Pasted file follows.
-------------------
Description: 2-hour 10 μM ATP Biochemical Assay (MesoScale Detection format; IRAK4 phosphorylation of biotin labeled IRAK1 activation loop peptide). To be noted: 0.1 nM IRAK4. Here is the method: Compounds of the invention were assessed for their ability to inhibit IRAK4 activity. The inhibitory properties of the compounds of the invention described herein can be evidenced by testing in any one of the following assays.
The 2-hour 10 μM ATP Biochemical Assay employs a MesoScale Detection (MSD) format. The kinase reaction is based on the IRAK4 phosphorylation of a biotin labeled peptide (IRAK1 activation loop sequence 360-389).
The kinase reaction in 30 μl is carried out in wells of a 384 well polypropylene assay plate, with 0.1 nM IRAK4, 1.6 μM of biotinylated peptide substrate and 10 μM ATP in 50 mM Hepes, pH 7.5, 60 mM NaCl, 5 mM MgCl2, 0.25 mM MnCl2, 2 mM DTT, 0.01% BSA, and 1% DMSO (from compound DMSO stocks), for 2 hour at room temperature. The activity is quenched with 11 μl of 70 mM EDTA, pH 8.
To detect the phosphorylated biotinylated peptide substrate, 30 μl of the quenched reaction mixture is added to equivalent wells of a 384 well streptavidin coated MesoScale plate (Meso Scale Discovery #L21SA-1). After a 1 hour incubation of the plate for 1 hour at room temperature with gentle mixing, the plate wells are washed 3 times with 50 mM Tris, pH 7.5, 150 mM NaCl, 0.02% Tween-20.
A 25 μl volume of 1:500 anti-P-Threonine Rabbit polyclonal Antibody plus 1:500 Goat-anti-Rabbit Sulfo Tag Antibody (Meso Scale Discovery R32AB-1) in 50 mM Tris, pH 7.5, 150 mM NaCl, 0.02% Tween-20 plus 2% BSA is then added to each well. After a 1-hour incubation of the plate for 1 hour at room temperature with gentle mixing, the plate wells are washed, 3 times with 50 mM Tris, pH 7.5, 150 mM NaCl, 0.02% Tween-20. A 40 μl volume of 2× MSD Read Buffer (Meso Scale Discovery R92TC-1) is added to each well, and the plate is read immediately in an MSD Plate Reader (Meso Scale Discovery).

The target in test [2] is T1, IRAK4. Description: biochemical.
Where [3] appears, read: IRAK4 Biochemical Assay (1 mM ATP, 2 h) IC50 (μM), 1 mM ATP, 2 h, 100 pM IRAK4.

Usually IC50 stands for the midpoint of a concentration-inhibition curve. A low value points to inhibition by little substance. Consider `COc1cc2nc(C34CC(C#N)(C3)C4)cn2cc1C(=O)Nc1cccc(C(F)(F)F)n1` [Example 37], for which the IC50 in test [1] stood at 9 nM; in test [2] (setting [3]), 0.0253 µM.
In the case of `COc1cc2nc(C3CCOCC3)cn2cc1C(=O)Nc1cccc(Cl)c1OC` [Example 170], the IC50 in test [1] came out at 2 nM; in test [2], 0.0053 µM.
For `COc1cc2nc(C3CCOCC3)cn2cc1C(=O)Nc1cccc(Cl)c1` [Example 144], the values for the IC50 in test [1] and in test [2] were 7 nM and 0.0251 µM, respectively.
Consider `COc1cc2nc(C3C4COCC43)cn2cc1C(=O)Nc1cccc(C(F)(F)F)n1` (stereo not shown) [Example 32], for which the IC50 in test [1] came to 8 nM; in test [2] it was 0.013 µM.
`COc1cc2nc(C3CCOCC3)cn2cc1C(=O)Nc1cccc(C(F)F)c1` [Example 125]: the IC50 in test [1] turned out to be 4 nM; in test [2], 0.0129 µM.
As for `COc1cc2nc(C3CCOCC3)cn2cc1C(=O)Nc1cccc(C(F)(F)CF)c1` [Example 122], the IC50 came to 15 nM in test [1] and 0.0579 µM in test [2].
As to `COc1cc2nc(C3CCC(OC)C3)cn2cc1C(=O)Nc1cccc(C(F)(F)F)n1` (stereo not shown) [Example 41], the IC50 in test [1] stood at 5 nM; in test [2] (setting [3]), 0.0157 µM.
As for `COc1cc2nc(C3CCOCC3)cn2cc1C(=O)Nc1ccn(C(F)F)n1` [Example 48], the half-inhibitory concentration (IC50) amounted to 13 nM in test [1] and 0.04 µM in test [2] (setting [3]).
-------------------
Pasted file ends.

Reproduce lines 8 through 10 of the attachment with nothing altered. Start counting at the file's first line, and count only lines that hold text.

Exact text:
Usually IC50 stands for the midpoint of a concentration-inhibition curve. A low value points to inhibition by little substance. Consider `COc1cc2nc(C34CC(C#N)(C3)C4)cn2cc1C(=O)Nc1cccc(C(F)(F)F)n1` [Example 37], for which the IC50 in test [1] stood at 9 nM; in test [2] (setting [3]), 0.0253 µM.
In the case of `COc1cc2nc(C3CCOCC3)cn2cc1C(=O)Nc1cccc(Cl)c1OC` [Example 170], the IC50 in test [1] came out at 2 nM; in test [2], 0.0053 µM.
For `COc1cc2nc(C3CCOCC3)cn2cc1C(=O)Nc1cccc(Cl)c1` [Example 144], the values for the IC50 in test [1] and in test [2] were 7 nM and 0.0251 µM, respectively.